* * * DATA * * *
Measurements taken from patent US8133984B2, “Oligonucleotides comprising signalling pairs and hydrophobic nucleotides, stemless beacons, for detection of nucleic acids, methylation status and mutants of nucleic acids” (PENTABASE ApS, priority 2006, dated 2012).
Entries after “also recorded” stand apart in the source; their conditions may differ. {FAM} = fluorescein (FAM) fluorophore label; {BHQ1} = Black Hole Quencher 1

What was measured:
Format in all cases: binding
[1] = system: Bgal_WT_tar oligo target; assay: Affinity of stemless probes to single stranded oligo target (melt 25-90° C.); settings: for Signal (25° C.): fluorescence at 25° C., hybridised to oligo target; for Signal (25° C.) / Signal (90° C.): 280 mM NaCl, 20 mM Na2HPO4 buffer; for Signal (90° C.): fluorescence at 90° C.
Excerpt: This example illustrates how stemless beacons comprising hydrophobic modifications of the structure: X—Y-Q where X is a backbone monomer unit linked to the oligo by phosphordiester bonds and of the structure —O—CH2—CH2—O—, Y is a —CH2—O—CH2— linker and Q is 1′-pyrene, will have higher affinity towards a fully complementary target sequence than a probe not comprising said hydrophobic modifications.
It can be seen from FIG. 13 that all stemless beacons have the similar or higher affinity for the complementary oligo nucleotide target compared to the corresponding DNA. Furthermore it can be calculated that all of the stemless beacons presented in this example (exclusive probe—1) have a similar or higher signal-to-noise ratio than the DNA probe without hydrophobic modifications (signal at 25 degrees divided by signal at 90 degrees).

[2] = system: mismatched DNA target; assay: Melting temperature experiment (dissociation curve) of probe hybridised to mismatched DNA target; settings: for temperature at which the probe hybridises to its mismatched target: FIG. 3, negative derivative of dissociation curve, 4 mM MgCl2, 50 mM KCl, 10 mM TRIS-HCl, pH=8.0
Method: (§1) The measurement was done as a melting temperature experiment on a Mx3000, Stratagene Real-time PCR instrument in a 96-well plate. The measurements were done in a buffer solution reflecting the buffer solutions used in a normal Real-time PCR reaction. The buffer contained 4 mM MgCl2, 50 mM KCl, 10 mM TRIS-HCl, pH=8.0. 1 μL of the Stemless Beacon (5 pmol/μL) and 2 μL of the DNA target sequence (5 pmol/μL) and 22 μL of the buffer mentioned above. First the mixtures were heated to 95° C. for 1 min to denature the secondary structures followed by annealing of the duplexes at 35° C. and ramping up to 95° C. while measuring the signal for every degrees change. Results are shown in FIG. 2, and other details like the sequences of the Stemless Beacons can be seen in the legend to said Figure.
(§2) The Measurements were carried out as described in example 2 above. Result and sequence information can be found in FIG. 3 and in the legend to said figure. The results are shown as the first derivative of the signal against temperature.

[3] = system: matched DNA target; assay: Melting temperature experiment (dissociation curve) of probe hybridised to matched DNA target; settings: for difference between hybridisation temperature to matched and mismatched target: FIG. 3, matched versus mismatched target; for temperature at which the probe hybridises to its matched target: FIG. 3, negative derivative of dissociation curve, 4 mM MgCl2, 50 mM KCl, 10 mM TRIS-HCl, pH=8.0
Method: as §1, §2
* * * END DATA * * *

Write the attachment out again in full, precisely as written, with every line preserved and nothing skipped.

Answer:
Measurements taken from patent US8133984B2, “Oligonucleotides comprising signalling pairs and hydrophobic nucleotides, stemless beacons, for detection of nucleic acids, methylation status and mutants of nucleic acids” (PENTABASE ApS, priority 2006, dated 2012).
Entries after “also recorded” stand apart in the source; their conditions may differ. {FAM} = fluorescein (FAM) fluorophore label; {BHQ1} = Black Hole Quencher 1

What was measured:
Format in all cases: binding
[1] = system: Bgal_WT_tar oligo target; assay: Affinity of stemless probes to single stranded oligo target (melt 25-90° C.); settings: for Signal (25° C.): fluorescence at 25° C., hybridised to oligo target; for Signal (25° C.) / Signal (90° C.): 280 mM NaCl, 20 mM Na2HPO4 buffer; for Signal (90° C.): fluorescence at 90° C.
Excerpt: This example illustrates how stemless beacons comprising hydrophobic modifications of the structure: X—Y-Q where X is a backbone monomer unit linked to the oligo by phosphordiester bonds and of the structure —O—CH2—CH2—O—, Y is a —CH2—O—CH2— linker and Q is 1′-pyrene, will have higher affinity towards a fully complementary target sequence than a probe not comprising said hydrophobic modifications.
It can be seen from FIG. 13 that all stemless beacons have the similar or higher affinity for the complementary oligo nucleotide target compared to the corresponding DNA. Furthermore it can be calculated that all of the stemless beacons presented in this example (exclusive probe—1) have a similar or higher signal-to-noise ratio than the DNA probe without hydrophobic modifications (signal at 25 degrees divided by signal at 90 degrees).

[2] = system: mismatched DNA target; assay: Melting temperature experiment (dissociation curve) of probe hybridised to mismatched DNA target; settings: for temperature at which the probe hybridises to its mismatched target: FIG. 3, negative derivative of dissociation curve, 4 mM MgCl2, 50 mM KCl, 10 mM TRIS-HCl, pH=8.0
Method: (§1) The measurement was done as a melting temperature experiment on a Mx3000, Stratagene Real-time PCR instrument in a 96-well plate. The measurements were done in a buffer solution reflecting the buffer solutions used in a normal Real-time PCR reaction. The buffer contained 4 mM MgCl2, 50 mM KCl, 10 mM TRIS-HCl, pH=8.0. 1 μL of the Stemless Beacon (5 pmol/μL) and 2 μL of the DNA target sequence (5 pmol/μL) and 22 μL of the buffer mentioned above. First the mixtures were heated to 95° C. for 1 min to denature the secondary structures followed by annealing of the duplexes at 35° C. and ramping up to 95° C. while measuring the signal for every degrees change. Results are shown in FIG. 2, and other details like the sequences of the Stemless Beacons can be seen in the legend to said Figure.
(§2) The Measurements were carried out as described in example 2 above. Result and sequence information can be found in FIG. 3 and in the legend to said figure. The results are shown as the first derivative of the signal against temperature.

[3] = system: matched DNA target; assay: Melting temperature experiment (dissociation curve) of probe hybridised to matched DNA target; settings: for difference between hybridisation temperature to matched and mismatched target: FIG. 3, matched versus mismatched target; for temperature at which the probe hybridises to its matched target: FIG. 3, negative derivative of dissociation curve, 4 mM MgCl2, 50 mM KCl, 10 mM TRIS-HCl, pH=8.0
Method: as §1, §2